2. Compendium of Authorized Economic Operator Programmes, World Customs Organization; http://www.wcoomd.org/-/media/wco/public/global/pdf/topics/facilitation/instruments-and-tools/tools/safe-package/aeo-compendium-en--2017_final.pdf?la=en
3. “Mutual Recognition promises new framework for pharmaceutical inspections for United States and European Union,” U.S. Food & Drug Administration; https://www.fda.gov/newsevents/newsroom/pressannouncements/ucm544357.htm
4. “APEC-Tel MRA,” Asia-Pacific Economic Cooperation; https://www.apec.org/Groups/SOM-Steering-Committee-on-Economic-and-Technical-Cooperation/Working-Groups/Telecommunications-and-Information/APEC_TEL-MRA.aspx
5. The Post-9/11 Global Framework for Cargo Security, United States International Trade Commission; https://www.usitc.gov/publications/332/journals/cargo_security.pdf
6. Review of Accredited Operator Schemes, Charles Sturt University Centre for Customs and Excise Studies; https://www.border.gov.au/AustralianTrustedTrader/Documents/review-of-accredited-operator-schemes.pdf
7. Ibid.
8. “C-TPAT: Customs-Trade Partnership Against Terrorism,” U.S. Customs and Border Protection; https://www.cbp.gov/border-security/ports-entry/cargo-security/ctpat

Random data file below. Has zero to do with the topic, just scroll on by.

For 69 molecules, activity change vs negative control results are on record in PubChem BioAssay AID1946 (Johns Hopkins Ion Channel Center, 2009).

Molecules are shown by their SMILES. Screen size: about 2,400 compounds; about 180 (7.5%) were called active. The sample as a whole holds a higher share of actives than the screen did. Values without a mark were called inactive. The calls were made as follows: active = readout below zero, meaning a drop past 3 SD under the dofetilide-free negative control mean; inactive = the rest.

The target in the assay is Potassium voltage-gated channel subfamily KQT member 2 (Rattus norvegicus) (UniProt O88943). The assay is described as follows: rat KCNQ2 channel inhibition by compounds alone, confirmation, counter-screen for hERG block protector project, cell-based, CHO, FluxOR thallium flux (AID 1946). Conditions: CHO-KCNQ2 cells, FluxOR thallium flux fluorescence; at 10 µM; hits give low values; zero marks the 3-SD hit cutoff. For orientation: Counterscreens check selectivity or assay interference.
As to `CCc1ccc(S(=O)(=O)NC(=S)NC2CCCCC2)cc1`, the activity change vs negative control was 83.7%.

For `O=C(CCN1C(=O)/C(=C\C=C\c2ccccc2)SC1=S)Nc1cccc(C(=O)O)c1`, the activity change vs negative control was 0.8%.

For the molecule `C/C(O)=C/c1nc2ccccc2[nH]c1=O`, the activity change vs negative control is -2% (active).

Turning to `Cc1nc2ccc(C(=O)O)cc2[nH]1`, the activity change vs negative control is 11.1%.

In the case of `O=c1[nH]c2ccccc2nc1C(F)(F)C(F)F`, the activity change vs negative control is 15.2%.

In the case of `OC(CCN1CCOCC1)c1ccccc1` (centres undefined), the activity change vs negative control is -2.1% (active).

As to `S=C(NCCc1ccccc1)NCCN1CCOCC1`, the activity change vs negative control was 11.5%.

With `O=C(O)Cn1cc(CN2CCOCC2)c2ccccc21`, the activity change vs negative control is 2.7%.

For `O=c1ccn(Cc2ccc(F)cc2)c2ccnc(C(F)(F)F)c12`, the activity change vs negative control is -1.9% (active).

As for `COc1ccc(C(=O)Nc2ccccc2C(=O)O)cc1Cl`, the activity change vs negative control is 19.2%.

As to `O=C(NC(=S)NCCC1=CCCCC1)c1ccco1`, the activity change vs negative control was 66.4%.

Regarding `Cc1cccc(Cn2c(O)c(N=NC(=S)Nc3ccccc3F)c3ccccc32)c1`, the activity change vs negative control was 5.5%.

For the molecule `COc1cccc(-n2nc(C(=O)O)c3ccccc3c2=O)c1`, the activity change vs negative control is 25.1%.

9. Ibid.
10. Review of Accredited Operator Schemes, Charles Sturt University Centre for Customs and Excise Studies; https://www.border.gov.au/AustralianTrustedTrader/Documents/review-of-accredited-operator-schemes.pdf
11. “A Global Perspective of the Authorized Economic Operator (AEO) Program,” Thomson Reuters Tax & Accounting Blog; https://tax.thomsonreuters.com/blog/onesource/a-global-and-indian-perspective-of-the-authorized-economic-operator-aeo-program/
12. Review of Accredited Operator Schemes, Charles Sturt University Centre for Customs and Excise Studies; https://www.border.gov.au/AustralianTrustedTrader/Documents/review-of-accredited-operator-schemes.pdf
13. “Authorised Economic Operator (AEO),” European Commission; http://ec.europa.eu/taxation_customs/general-information-customs/customs-security/authorised-economic-operator-aeo/authorised-economic-operator-aeo_en
14. “Benefits of Australian Trusted Trader,” Australian Department of Immigration and Border Protection; https://www.border.gov.au/Busi/cargo-support-trade-and-goods/australian-trusted-trader/benefits